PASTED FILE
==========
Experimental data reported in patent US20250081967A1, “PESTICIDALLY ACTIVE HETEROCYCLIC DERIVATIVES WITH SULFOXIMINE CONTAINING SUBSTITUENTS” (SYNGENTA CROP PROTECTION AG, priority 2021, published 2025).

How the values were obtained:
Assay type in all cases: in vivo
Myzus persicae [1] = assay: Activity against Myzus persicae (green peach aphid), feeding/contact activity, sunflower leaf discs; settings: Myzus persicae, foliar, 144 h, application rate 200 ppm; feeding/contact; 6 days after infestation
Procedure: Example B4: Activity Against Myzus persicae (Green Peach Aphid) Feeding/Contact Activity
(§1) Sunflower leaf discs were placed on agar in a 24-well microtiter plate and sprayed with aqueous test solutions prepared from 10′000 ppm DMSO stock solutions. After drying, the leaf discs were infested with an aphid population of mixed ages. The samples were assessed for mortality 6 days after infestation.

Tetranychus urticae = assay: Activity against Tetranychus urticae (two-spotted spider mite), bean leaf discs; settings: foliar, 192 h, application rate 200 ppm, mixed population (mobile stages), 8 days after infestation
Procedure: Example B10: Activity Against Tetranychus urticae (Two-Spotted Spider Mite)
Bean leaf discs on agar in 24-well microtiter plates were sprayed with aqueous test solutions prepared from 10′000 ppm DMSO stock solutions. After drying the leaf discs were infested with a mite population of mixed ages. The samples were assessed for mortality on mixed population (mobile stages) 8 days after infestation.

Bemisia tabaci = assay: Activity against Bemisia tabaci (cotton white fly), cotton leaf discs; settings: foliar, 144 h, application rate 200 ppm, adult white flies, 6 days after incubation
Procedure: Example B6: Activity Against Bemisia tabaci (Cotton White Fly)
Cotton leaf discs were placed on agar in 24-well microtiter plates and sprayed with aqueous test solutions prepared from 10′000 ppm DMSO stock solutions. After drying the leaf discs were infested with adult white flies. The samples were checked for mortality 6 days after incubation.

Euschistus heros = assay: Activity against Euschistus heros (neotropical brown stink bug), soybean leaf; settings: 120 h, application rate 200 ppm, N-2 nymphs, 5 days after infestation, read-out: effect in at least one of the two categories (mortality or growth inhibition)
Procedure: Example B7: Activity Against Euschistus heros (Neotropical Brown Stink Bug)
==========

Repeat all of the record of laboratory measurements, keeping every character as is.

Experimental data reported in patent US20250081967A1, “PESTICIDALLY ACTIVE HETEROCYCLIC DERIVATIVES WITH SULFOXIMINE CONTAINING SUBSTITUENTS” (SYNGENTA CROP PROTECTION AG, priority 2021, published 2025).

How the values were obtained:
Assay type in all cases: in vivo
Myzus persicae [1] = assay: Activity against Myzus persicae (green peach aphid), feeding/contact activity, sunflower leaf discs; settings: Myzus persicae, foliar, 144 h, application rate 200 ppm; feeding/contact; 6 days after infestation
Procedure: Example B4: Activity Against Myzus persicae (Green Peach Aphid) Feeding/Contact Activity
(§1) Sunflower leaf discs were placed on agar in a 24-well microtiter plate and sprayed with aqueous test solutions prepared from 10′000 ppm DMSO stock solutions. After drying, the leaf discs were infested with an aphid population of mixed ages. The samples were assessed for mortality 6 days after infestation.

Tetranychus urticae = assay: Activity against Tetranychus urticae (two-spotted spider mite), bean leaf discs; settings: foliar, 192 h, application rate 200 ppm, mixed population (mobile stages), 8 days after infestation
Procedure: Example B10: Activity Against Tetranychus urticae (Two-Spotted Spider Mite)
Bean leaf discs on agar in 24-well microtiter plates were sprayed with aqueous test solutions prepared from 10′000 ppm DMSO stock solutions. After drying the leaf discs were infested with a mite population of mixed ages. The samples were assessed for mortality on mixed population (mobile stages) 8 days after infestation.

Bemisia tabaci = assay: Activity against Bemisia tabaci (cotton white fly), cotton leaf discs; settings: foliar, 144 h, application rate 200 ppm, adult white flies, 6 days after incubation
Procedure: Example B6: Activity Against Bemisia tabaci (Cotton White Fly)
Cotton leaf discs were placed on agar in 24-well microtiter plates and sprayed with aqueous test solutions prepared from 10′000 ppm DMSO stock solutions. After drying the leaf discs were infested with adult white flies. The samples were checked for mortality 6 days after incubation.

Euschistus heros = assay: Activity against Euschistus heros (neotropical brown stink bug), soybean leaf; settings: 120 h, application rate 200 ppm, N-2 nymphs, 5 days after infestation, read-out: effect in at least one of the two categories (mortality or growth inhibition)
Procedure: Example B7: Activity Against Euschistus heros (Neotropical Brown Stink Bug)